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Growing Comics

Some interesting articles recently on the biz of comics. First Journalista! points out that the website ICv2 recently estimated the entire Direct Market has retail sales of about $650 million last year (ICv2 is a pretty reliable source for numbers on comic book and graphic novel sales). Joey Manley writes "$650 million? Sorry. I’m just not that impressed." Compared to the total market for books it is a pretty small number.

Tom Spurgeon has a short post musing on the issues confronting the different facets of the comics-on-print publishing business. And at CBR, Todd Allen has a column which compares different sales channels for comics: Direct Market, Bookstores, Online Stories, Direct-To-Consumer.

Not a lot to add myself today except some speculation. I'd guess that a large percentage of the $650 million number for Direct Market retail sales is of the superhero genre. I'd find it hard to believe that there's much, if any, room for growth in that genre in comics as it's been so completely exploited by DC and Marvel over the years, so let's guess $500 million in sales as a ceiling for what is still often referred to as "mainstream" comic books. That's only one genre though - if publishers of comic books could develop other genres into at least $100 million plus categories, well, then you'd have a roadmap for the overall growth of comics. Start with popular genres in terms of sales of books and movies that have not been exploited by comics. You're not going to sell these new genre comics through the Direct Market (at least not primarily) but smart, innovative publishers could do it through a combination of bookstores and digital sales.

Isn't that fragmentation

Isn't that fragmentation already the case? There used to be just 1 TV channel.

But it gets bigger from here....

Erg's picture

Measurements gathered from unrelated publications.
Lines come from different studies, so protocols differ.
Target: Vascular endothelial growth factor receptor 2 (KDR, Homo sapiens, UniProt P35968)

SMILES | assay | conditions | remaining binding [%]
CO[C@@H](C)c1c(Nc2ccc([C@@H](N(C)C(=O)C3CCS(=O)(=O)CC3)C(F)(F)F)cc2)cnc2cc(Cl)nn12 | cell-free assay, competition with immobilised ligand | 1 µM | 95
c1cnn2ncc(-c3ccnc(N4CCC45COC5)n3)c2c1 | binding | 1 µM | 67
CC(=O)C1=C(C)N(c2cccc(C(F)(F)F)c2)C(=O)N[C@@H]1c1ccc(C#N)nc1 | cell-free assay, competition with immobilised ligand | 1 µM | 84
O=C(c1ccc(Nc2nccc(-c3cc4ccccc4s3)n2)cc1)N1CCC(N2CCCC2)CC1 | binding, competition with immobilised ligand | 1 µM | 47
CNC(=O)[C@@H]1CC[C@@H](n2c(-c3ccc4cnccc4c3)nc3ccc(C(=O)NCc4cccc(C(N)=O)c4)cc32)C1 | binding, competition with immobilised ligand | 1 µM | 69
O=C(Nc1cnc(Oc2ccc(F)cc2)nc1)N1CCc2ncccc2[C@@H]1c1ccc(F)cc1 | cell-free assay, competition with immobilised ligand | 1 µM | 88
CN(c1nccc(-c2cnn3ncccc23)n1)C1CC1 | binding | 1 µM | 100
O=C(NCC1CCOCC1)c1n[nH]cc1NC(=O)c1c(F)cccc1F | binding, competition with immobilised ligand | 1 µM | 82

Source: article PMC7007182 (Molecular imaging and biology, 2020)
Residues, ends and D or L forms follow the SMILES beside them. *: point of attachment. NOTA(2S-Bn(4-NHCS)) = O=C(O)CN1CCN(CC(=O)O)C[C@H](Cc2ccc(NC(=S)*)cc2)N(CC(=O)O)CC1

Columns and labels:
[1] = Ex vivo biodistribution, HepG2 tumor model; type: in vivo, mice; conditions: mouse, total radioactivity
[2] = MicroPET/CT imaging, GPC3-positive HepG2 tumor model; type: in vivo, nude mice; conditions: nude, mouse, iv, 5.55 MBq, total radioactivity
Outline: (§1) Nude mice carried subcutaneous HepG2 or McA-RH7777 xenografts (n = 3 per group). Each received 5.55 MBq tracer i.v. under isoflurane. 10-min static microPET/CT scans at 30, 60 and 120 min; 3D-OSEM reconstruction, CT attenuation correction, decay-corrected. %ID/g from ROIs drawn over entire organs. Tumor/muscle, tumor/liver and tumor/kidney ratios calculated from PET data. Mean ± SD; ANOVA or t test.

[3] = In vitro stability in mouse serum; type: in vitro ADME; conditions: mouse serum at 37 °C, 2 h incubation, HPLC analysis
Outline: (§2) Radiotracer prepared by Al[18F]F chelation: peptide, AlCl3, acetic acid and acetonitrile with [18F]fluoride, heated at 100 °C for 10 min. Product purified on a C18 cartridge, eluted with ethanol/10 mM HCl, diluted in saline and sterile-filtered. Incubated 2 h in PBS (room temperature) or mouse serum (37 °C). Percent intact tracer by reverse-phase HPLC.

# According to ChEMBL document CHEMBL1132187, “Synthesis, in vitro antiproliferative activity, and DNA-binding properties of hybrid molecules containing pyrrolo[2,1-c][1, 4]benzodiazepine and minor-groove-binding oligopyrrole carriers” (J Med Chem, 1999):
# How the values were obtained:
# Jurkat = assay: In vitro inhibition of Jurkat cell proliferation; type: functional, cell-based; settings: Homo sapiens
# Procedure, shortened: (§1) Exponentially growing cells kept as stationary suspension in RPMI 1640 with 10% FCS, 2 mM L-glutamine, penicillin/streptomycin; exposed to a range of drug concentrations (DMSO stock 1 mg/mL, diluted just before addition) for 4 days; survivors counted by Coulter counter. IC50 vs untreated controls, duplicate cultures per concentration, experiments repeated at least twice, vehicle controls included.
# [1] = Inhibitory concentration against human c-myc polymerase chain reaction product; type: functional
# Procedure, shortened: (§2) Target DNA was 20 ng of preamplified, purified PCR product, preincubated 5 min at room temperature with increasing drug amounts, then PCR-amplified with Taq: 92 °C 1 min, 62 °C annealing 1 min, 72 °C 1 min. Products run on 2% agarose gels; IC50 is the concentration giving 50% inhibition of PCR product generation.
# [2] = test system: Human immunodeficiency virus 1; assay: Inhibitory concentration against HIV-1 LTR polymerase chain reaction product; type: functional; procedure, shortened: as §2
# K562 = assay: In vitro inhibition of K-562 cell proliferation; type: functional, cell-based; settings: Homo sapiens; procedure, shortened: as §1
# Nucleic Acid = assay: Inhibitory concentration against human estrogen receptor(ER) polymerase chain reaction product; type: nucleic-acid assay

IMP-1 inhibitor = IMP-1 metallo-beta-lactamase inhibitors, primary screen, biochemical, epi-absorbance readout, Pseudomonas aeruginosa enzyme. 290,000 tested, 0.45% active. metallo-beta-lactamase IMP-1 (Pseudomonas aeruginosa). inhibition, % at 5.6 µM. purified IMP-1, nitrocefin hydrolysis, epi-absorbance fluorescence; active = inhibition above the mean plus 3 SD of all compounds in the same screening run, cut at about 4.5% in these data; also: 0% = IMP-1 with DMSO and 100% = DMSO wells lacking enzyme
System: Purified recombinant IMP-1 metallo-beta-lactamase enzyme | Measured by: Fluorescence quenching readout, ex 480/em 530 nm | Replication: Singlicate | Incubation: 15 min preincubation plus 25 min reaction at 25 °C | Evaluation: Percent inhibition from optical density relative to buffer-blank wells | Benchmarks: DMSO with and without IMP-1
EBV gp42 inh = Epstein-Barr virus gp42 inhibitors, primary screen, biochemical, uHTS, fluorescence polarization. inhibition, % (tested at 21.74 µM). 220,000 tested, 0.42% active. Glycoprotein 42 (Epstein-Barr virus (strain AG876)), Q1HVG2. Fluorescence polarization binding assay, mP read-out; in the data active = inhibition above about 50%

Imagine going from 1000 channels to 100,000. That's what I am talking about.

Its seems to me

Erg's picture

It seems to me the upshot of digital, the Espresso Book Machine,, etc. and its comics iterations is that there will be even greater market fragmentation. The entire idea of a "mainstream" could go out of fashion as it becomes possible for creators to service their niches without need for or concern for publishers and the economies of scale that make them and their mass markets attractive. Which is great from a small business stand point but is a little weird from cultural cohesion standpoint. There may come a point where the people you work with never watch the same tv shows, see the same movies, read the same books, or even see the same news because each little group is catered to by their own. Or maybe I am making to much of it. :shrug:

Another thing I just

Joey Manley's picture

Another thing I just realized a few minutes ago. The data Diamond has released reveals that Diamond itself makes more than half of the total money made in the Direct Market -- $350 million for Diamond, vs. $650 million in the marketplace as a whole. That's astounding to me.

*stares dumbly at Joey*Ya

WillieHewes's picture

*stares dumbly at Joey*

Ya that's pretty astounding to most anyone, I'd guess. Yay for monopolies, huh. O.O

Comics by a girl who likes sad things (but sometimes they are funny) -

Comics by a girl who likes sad things (but sometimes they are funny) -

NYTimes on BookExpo America

Xaviar Xerexes's picture

It's important to remember that books writ large are going through big transition issues too (it's not just comics) and this NY Times article on the recent BookExpo captures many of them.

I wonder if this approach would support comics:

In a pavilion outside the main exhibit hall Jason Epstein, the former editorial director of Random House and the creator of the Anchor Books paperback imprint, and Dane Neller, founders of, demonstrated their Espresso Book Machine, which can print a small paperback book on site in less than five minutes. “This could replace the entire supply chain that has been in existence since Gutenberg,” Mr. Epstein said.

Contrast that to this luddite bookseller's annoyance at authors who link to their books on

...Vivien Jennings, president of Rainy Day Books in Fairway, Kan., railed against authors who link from their Web pages to or even sell autographed copies of their books directly to consumers. “We host a lot of book signings,” Ms. Jennings said. Authors who sell their own books “are particularly hurtful to us.”


Xaviar Xerexes

On second thought, let's not go to Comixpedia. It is a silly place.

I run this place! Tip the piano player on the way out.